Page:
- Review Price: £32.00
As the world’s largest supplier of flash memory products, SanDisk is a company that’s well respected among advanced and professional digital photographers. Indeed, it is this type of more demanding user that SanDisk’s latest Ultra II range of memory cards has been designed for. SanDisk claim the Ultra II can support a minimum sustained write speed of 9MB/sec and a read speed of 10MB/sec, and as such is well suited to the latest high megapixel digital cameras. As it happens, I’m hoping to take delivery of a new eight megapixel digital SLR in the next few weeks so I was extremely interested to find out what the Ultra II has to offer.
I was sent a 256MB CompactFlash card for testing, which currently retails for around £32. However, that amount of storage is unlikely to be sufficient for most professional camera users out there so it should come as no surprise to hear that the Ultra II is also available in capacities of up to 2GB. The 512MB and 1GB sized cards can be purchased for £51.50 and £88.40 respectively, while the largest 2GB version will set you back £176.80. When looked at in terms of pounds per megabyte, it is the larger capacity cards that currently offer the best value for money.
Although CompactFlash is probably the most popular card format at the moment, not all high-end digital cameras support it. Fortunately, the Ultra II range is also available in SD and Memory Stick PRO formats, with maximum capacities of 512MB and 1GB respectively. Naturally, all three types of memory card are compatible with a whole host of other digital devices such as MP3 players, PDAs an card readers.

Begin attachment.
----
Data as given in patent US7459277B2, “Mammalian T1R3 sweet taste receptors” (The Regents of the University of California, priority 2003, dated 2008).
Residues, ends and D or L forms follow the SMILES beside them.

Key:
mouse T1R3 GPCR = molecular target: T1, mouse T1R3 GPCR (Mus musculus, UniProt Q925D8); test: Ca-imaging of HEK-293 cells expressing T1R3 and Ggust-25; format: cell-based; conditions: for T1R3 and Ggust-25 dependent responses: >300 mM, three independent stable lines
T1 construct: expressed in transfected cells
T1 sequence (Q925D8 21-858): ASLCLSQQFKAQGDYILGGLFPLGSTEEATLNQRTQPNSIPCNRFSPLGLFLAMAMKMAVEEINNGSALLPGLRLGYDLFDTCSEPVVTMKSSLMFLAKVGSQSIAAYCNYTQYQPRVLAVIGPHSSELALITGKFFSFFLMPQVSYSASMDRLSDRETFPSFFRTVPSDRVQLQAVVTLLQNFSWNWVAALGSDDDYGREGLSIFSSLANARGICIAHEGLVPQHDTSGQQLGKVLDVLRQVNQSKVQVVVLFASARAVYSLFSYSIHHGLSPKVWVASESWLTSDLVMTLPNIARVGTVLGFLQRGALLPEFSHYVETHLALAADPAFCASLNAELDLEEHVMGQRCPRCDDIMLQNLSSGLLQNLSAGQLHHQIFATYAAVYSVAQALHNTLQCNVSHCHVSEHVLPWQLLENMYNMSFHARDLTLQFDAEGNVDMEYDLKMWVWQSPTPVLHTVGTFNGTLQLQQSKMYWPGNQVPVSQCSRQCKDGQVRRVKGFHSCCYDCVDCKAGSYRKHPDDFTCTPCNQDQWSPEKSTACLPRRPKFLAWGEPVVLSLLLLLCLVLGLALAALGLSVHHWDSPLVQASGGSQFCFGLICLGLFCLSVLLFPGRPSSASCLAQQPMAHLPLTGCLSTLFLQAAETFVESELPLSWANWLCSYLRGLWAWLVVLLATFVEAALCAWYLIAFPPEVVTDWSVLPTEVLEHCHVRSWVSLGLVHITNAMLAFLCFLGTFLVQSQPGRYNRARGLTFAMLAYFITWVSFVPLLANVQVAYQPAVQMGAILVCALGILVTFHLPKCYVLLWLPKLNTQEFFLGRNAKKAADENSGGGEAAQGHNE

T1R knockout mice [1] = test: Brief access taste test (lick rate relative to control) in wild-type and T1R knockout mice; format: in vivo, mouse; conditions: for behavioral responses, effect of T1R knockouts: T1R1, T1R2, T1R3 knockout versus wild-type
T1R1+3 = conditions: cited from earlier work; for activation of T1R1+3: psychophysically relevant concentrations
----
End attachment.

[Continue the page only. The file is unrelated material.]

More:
In terms of performance, the high speed Ultra II CF card turned in some fairly respectable results using our standard set of file transfer tests. For example, writing 205MB of mixed files from a PC to the SanDisk card via a USB2.0 card reader/writer took just 49 seconds, which was more than twice as fast as a typical consumer orientated CompactFlash card. Read speeds were equally impressive with the Ultra II card taking 39 seconds to copy back the 205MB of mixed files, compared with 71 seconds using the standard CF card. Taking the fastest times for reading and writing, and converting them to MB/sec, the results of 5.3MB/s and 4.3MB/s are obtained, respectively. These do not match the stated speeds from Sandisk, but are likely to be closer to “real world” speeds.
I also decided to see how the Ultra II compared against our standard CF card when used in one of the latest high megapixel digital cameras. Ideally, I would liked to have tested the Ultra II using a professional digital SLR, as they tend to have much faster memory interfaces than consumer cameras, but unfortunately I couldn’t get hold of one in time. So instead, I used one of the very latest ‘prosumer’ orientated cameras – an eight megapixel Sony DSC-F828. The tests consisted of shooting several photos in quick succession and timing how long the camera’s memory access lamp remained illuminated. The total size of each set of files was then calculated separately for each card and divided by the recorded time to obtain an average write speed. In both cases, the write speed via the Sony’s CF interface was pretty impressive, but it was the Ultra II card that delivered the significantly better write performance, equivalent to nearly 15X (where 1X equals 150KB/sec).